As I originally sat down to write this, my intent was to write a takeoff on the popular pregnancy bible “What to Expect When You’re Expecting.” But for all the complications that could arise in a pregnancy, trying to lump all web design experiences into a similarly consistent set of guidelines just isn’t that practical. Just like every client or job is different in some way, every web designer is different, too.
You could be dealing with tech-saavy computer nerd who never learned basic grade school communications skills; you could be interacting with a digital artiste who knows that he’s right every time; you could be doing business with a slick salesperson who really has no idea what he’s talking about. In a sense, it’s no different from any other aspect of business — there are various levels of knowledge, skill, and integrity in web design, just like there are in any other field.
The greater issue, I suspect, is that people approach web design with uncertainty because of some underlying insecurity with technology. But this is no different from how I approach my dealings with the local mechanic, or how I talk to my Mandarin-speaking plumber — I accept that I have no natural inclination to the area of their expertise, but that, as their client, I retain the ultimate control in our relationship and can demand a certain level of accommodation from them, if they want to keep my business. I do my research, I ask questions, and I trust my instincts.
Nevertheless, there are aspects of web design, and the internet as a whole, that are foreign to people who don’t work in the field, preventing the obvious questions from coming to mind. And, if the web designer doesn’t do his due diligence, the questions might not get asked by the so-called expert either. It’s with this in mind, that I propose a few preliminary questions that a prospective web design client should ask him/herself.
1. What are you expecting your web design project to accomplish?
This seems like a no-brainer, but it really isn’t. If you haven’t thought long and hard about what you think your website represents, what you want it to do, you are likely to be disappointed when you receive the final results. Is your website just a source of information for your current customers, or are you hoping to attract new business? Are you just putting out your shingle and printing business cards, or are you expecting to run a full-fledged internet-based business?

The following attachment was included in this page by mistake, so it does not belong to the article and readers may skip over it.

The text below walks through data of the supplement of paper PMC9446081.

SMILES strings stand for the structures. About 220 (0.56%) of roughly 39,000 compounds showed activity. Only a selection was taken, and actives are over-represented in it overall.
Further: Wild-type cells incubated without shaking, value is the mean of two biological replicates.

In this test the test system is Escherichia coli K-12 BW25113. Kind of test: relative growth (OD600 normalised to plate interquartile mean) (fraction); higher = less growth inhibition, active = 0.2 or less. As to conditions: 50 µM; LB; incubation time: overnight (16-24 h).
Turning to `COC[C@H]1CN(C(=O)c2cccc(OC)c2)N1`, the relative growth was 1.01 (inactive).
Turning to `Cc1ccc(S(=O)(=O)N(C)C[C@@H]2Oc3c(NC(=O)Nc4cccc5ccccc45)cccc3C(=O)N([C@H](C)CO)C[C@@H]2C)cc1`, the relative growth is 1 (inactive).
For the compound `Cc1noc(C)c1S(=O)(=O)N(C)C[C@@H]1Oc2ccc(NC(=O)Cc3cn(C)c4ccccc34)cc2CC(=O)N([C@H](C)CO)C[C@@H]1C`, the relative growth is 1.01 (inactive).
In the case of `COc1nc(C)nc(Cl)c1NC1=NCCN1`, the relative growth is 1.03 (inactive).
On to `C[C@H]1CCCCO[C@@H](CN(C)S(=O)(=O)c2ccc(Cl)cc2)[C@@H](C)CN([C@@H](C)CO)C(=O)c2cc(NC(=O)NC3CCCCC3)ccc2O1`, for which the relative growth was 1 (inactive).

2. Do you already have a website?
What parts do you like about your website, what parts make you cringe? What part of your website wakes you up in a cold sweat when you think about all those prospective customers inspecting it in excruciating detail. Is this new project a basic retooling of a proven winner, or is this a square-one overhaul?
3. What are your tastes in website design?
Take a look around. If you’re not somebody who spends a significant time on the internet, force yourself to sit down behind your computer and surf the web for a few hours. What sites do you like, what sites do you hate? Do you like them for aesthetic reasons, or do you hate that there’s no actual information available? Do your competitors have websites? What parts of their websites would you like to replicate with yours?
4. How will your new website interact with other aspects of your business?
Is this website part of an overall re-branding effort, or will you be expecting the web designer to work with the logo, typeface, and visual style that you’ve already been using for years? Is the website going to be integral to new or current marketing efforts? Have you considered how social media will be involved in this digital project?
5. How involved are you going to be?
Is your website going to be fully outsourced operation with no upkeep from you, or do you expect to be updating your website on the fly? Are you looking for somebody to run your website on a fulltime basis? Are you expecting a web designer to train you to run it yourself? If your website involves significant written content, who’s going to be writing it?
6. How soon are you expecting results?
Do you want something online in a week, or do you want a web designer to finely tune a digital masterpiece over months? Are you willing to pay more for an expedited website? Are you willing to accept a less effective website in order to save time and/or money?
These are but a few issues that could arise in your preliminary discussions with a web designer. And perhaps you’ll find that the answers, from either yourself or your prospective designer, will keep you from moving forward with the project. Or perhaps they will open up new areas to explore in your plans, and excite you to the new possibilities that are out there.
In any case, it’s always better to ask the questions, rather than risk what the untold answers would have been.